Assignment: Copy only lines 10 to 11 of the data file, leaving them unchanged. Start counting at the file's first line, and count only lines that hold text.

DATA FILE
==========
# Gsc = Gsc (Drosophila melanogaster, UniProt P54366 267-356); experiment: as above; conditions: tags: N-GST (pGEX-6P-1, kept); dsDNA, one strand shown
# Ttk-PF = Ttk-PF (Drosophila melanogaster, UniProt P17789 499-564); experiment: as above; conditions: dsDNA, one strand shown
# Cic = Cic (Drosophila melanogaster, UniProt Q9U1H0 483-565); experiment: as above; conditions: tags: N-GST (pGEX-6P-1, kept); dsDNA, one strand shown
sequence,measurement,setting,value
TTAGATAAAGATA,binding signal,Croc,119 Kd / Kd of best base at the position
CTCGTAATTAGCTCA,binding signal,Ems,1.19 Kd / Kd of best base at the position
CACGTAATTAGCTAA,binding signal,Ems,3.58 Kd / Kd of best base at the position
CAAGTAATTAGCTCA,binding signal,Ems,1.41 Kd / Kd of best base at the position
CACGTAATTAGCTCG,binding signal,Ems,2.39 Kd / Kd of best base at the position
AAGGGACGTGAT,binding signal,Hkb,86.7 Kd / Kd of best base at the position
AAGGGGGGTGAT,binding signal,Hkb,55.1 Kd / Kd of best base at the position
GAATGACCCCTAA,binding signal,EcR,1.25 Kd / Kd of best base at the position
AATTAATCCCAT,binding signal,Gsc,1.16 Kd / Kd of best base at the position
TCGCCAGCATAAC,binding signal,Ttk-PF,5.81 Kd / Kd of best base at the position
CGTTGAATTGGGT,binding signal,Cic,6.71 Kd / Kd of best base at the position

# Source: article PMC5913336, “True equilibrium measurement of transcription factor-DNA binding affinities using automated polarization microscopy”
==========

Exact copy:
AAGGGACGTGAT,binding signal,Hkb,86.7 Kd / Kd of best base at the position
AAGGGGGGTGAT,binding signal,Hkb,55.1 Kd / Kd of best base at the position